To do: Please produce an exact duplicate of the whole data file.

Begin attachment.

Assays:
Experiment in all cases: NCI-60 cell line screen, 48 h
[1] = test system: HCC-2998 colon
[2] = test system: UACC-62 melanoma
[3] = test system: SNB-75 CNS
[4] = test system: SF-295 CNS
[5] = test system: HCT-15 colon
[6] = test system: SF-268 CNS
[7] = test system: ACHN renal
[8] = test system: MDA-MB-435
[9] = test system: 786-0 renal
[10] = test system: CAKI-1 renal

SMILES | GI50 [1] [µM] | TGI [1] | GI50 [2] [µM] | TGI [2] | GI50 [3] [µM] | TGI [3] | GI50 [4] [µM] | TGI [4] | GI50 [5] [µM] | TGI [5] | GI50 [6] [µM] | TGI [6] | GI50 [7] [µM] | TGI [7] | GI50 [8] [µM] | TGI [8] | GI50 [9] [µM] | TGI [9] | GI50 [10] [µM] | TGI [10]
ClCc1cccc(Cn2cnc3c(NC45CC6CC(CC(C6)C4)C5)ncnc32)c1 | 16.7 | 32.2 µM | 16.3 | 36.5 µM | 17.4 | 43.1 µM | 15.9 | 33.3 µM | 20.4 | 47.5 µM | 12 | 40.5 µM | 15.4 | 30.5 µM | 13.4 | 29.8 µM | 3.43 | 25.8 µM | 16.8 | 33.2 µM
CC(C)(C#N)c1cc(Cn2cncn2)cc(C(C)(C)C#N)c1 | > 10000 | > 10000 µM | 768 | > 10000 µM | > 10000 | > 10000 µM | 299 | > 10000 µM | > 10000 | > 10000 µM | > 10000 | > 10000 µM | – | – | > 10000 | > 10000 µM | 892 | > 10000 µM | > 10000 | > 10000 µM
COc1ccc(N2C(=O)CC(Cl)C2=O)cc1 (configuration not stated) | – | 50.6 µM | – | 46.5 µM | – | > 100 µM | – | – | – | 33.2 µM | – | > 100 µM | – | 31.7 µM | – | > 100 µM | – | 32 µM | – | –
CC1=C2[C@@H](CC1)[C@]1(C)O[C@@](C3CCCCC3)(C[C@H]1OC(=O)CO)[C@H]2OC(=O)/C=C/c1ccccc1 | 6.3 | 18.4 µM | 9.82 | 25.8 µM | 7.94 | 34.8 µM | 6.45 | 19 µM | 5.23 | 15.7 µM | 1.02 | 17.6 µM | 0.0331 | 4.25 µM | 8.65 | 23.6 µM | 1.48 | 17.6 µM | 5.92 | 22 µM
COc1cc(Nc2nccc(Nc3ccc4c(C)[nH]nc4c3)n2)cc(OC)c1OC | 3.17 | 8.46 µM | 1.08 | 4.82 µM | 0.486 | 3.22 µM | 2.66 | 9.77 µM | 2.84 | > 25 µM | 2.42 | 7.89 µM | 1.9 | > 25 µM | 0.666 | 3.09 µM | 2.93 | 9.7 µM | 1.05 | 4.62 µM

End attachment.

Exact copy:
Assays:
Experiment in all cases: NCI-60 cell line screen, 48 h
[1] = test system: HCC-2998 colon
[2] = test system: UACC-62 melanoma
[3] = test system: SNB-75 CNS
[4] = test system: SF-295 CNS
[5] = test system: HCT-15 colon
[6] = test system: SF-268 CNS
[7] = test system: ACHN renal
[8] = test system: MDA-MB-435
[9] = test system: 786-0 renal
[10] = test system: CAKI-1 renal

SMILES | GI50 [1] [µM] | TGI [1] | GI50 [2] [µM] | TGI [2] | GI50 [3] [µM] | TGI [3] | GI50 [4] [µM] | TGI [4] | GI50 [5] [µM] | TGI [5] | GI50 [6] [µM] | TGI [6] | GI50 [7] [µM] | TGI [7] | GI50 [8] [µM] | TGI [8] | GI50 [9] [µM] | TGI [9] | GI50 [10] [µM] | TGI [10]
ClCc1cccc(Cn2cnc3c(NC45CC6CC(CC(C6)C4)C5)ncnc32)c1 | 16.7 | 32.2 µM | 16.3 | 36.5 µM | 17.4 | 43.1 µM | 15.9 | 33.3 µM | 20.4 | 47.5 µM | 12 | 40.5 µM | 15.4 | 30.5 µM | 13.4 | 29.8 µM | 3.43 | 25.8 µM | 16.8 | 33.2 µM
CC(C)(C#N)c1cc(Cn2cncn2)cc(C(C)(C)C#N)c1 | > 10000 | > 10000 µM | 768 | > 10000 µM | > 10000 | > 10000 µM | 299 | > 10000 µM | > 10000 | > 10000 µM | > 10000 | > 10000 µM | – | – | > 10000 | > 10000 µM | 892 | > 10000 µM | > 10000 | > 10000 µM
COc1ccc(N2C(=O)CC(Cl)C2=O)cc1 (configuration not stated) | – | 50.6 µM | – | 46.5 µM | – | > 100 µM | – | – | – | 33.2 µM | – | > 100 µM | – | 31.7 µM | – | > 100 µM | – | 32 µM | – | –
CC1=C2[C@@H](CC1)[C@]1(C)O[C@@](C3CCCCC3)(C[C@H]1OC(=O)CO)[C@H]2OC(=O)/C=C/c1ccccc1 | 6.3 | 18.4 µM | 9.82 | 25.8 µM | 7.94 | 34.8 µM | 6.45 | 19 µM | 5.23 | 15.7 µM | 1.02 | 17.6 µM | 0.0331 | 4.25 µM | 8.65 | 23.6 µM | 1.48 | 17.6 µM | 5.92 | 22 µM
COc1cc(Nc2nccc(Nc3ccc4c(C)[nH]nc4c3)n2)cc(OC)c1OC | 3.17 | 8.46 µM | 1.08 | 4.82 µM | 0.486 | 3.22 µM | 2.66 | 9.77 µM | 2.84 | > 25 µM | 2.42 | 7.89 µM | 1.9 | > 25 µM | 0.666 | 3.09 µM | 2.93 | 9.7 µM | 1.05 | 4.62 µM